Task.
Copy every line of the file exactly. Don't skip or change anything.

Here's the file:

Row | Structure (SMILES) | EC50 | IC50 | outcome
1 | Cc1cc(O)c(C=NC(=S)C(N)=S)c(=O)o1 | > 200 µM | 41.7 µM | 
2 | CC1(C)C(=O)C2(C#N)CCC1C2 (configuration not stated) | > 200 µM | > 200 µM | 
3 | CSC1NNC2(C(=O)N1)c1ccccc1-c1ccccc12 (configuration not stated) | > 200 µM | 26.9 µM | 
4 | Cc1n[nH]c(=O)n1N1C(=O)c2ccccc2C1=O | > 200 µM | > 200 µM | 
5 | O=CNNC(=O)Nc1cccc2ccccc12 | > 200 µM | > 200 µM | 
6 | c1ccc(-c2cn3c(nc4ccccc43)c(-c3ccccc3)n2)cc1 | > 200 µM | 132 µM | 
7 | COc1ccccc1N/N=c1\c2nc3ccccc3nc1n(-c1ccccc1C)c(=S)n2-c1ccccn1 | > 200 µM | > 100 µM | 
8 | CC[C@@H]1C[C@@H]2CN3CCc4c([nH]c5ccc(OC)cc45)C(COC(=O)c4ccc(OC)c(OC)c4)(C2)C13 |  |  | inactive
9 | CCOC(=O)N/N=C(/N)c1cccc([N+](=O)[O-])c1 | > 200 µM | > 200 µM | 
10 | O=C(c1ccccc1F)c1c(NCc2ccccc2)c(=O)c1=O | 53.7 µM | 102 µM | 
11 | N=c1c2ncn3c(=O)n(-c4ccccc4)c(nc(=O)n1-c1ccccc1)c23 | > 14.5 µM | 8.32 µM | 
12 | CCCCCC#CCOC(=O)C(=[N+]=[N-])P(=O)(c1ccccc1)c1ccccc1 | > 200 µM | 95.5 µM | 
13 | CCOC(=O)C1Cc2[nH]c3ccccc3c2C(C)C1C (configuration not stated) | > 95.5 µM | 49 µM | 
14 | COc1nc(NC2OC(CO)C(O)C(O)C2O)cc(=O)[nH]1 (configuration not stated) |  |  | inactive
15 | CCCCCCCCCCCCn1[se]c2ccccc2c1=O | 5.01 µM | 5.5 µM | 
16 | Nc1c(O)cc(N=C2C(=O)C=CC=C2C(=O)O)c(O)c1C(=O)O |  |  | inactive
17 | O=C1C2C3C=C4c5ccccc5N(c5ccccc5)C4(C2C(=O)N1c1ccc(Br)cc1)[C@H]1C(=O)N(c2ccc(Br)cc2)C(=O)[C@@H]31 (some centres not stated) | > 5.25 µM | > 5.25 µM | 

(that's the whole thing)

Row | Structure (SMILES) | EC50 | IC50 | outcome
1 | Cc1cc(O)c(C=NC(=S)C(N)=S)c(=O)o1 | > 200 µM | 41.7 µM | 
2 | CC1(C)C(=O)C2(C#N)CCC1C2 (configuration not stated) | > 200 µM | > 200 µM | 
3 | CSC1NNC2(C(=O)N1)c1ccccc1-c1ccccc12 (configuration not stated) | > 200 µM | 26.9 µM | 
4 | Cc1n[nH]c(=O)n1N1C(=O)c2ccccc2C1=O | > 200 µM | > 200 µM | 
5 | O=CNNC(=O)Nc1cccc2ccccc12 | > 200 µM | > 200 µM | 
6 | c1ccc(-c2cn3c(nc4ccccc43)c(-c3ccccc3)n2)cc1 | > 200 µM | 132 µM | 
7 | COc1ccccc1N/N=c1\c2nc3ccccc3nc1n(-c1ccccc1C)c(=S)n2-c1ccccn1 | > 200 µM | > 100 µM | 
8 | CC[C@@H]1C[C@@H]2CN3CCc4c([nH]c5ccc(OC)cc45)C(COC(=O)c4ccc(OC)c(OC)c4)(C2)C13 |  |  | inactive
9 | CCOC(=O)N/N=C(/N)c1cccc([N+](=O)[O-])c1 | > 200 µM | > 200 µM | 
10 | O=C(c1ccccc1F)c1c(NCc2ccccc2)c(=O)c1=O | 53.7 µM | 102 µM | 
11 | N=c1c2ncn3c(=O)n(-c4ccccc4)c(nc(=O)n1-c1ccccc1)c23 | > 14.5 µM | 8.32 µM | 
12 | CCCCCC#CCOC(=O)C(=[N+]=[N-])P(=O)(c1ccccc1)c1ccccc1 | > 200 µM | 95.5 µM | 
13 | CCOC(=O)C1Cc2[nH]c3ccccc3c2C(C)C1C (configuration not stated) | > 95.5 µM | 49 µM | 
14 | COc1nc(NC2OC(CO)C(O)C(O)C2O)cc(=O)[nH]1 (configuration not stated) |  |  | inactive
15 | CCCCCCCCCCCCn1[se]c2ccccc2c1=O | 5.01 µM | 5.5 µM | 
16 | Nc1c(O)cc(N=C2C(=O)C=CC=C2C(=O)O)c(O)c1C(=O)O |  |  | inactive
17 | O=C1C2C3C=C4c5ccccc5N(c5ccccc5)C4(C2C(=O)N1c1ccc(Br)cc1)[C@H]1C(=O)N(c2ccc(Br)cc2)C(=O)[C@@H]31 (some centres not stated) | > 5.25 µM | > 5.25 µM | 